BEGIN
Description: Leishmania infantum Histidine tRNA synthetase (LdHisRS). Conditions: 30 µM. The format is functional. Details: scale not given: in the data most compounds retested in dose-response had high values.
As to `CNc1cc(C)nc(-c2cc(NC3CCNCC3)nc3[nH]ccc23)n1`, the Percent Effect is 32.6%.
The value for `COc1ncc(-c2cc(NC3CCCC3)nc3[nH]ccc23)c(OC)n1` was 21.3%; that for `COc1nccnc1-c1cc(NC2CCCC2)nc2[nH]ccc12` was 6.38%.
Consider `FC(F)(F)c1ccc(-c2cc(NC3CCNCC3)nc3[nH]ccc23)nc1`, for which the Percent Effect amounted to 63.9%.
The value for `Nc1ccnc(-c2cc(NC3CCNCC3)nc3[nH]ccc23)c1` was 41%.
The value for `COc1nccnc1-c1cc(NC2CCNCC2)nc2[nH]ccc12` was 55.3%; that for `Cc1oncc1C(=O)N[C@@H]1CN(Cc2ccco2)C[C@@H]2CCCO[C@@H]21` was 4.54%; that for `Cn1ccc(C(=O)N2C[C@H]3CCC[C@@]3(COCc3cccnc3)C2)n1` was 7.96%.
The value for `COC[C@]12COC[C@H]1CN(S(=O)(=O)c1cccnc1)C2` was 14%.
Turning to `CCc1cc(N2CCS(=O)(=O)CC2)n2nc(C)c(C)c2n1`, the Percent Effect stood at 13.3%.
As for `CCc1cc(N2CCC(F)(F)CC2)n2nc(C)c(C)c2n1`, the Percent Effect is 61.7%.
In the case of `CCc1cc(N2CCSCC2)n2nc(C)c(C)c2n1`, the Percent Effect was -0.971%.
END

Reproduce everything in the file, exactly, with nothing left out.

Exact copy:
Description: Leishmania infantum Histidine tRNA synthetase (LdHisRS). Conditions: 30 µM. The format is functional. Details: scale not given: in the data most compounds retested in dose-response had high values.
As to `CNc1cc(C)nc(-c2cc(NC3CCNCC3)nc3[nH]ccc23)n1`, the Percent Effect is 32.6%.
The value for `COc1ncc(-c2cc(NC3CCCC3)nc3[nH]ccc23)c(OC)n1` was 21.3%; that for `COc1nccnc1-c1cc(NC2CCCC2)nc2[nH]ccc12` was 6.38%.
Consider `FC(F)(F)c1ccc(-c2cc(NC3CCNCC3)nc3[nH]ccc23)nc1`, for which the Percent Effect amounted to 63.9%.
The value for `Nc1ccnc(-c2cc(NC3CCNCC3)nc3[nH]ccc23)c1` was 41%.
The value for `COc1nccnc1-c1cc(NC2CCNCC2)nc2[nH]ccc12` was 55.3%; that for `Cc1oncc1C(=O)N[C@@H]1CN(Cc2ccco2)C[C@@H]2CCCO[C@@H]21` was 4.54%; that for `Cn1ccc(C(=O)N2C[C@H]3CCC[C@@]3(COCc3cccnc3)C2)n1` was 7.96%.
The value for `COC[C@]12COC[C@H]1CN(S(=O)(=O)c1cccnc1)C2` was 14%.
Turning to `CCc1cc(N2CCS(=O)(=O)CC2)n2nc(C)c(C)c2n1`, the Percent Effect stood at 13.3%.
As for `CCc1cc(N2CCC(F)(F)CC2)n2nc(C)c(C)c2n1`, the Percent Effect is 61.7%.
In the case of `CCc1cc(N2CCSCC2)n2nc(C)c(C)c2n1`, the Percent Effect was -0.971%.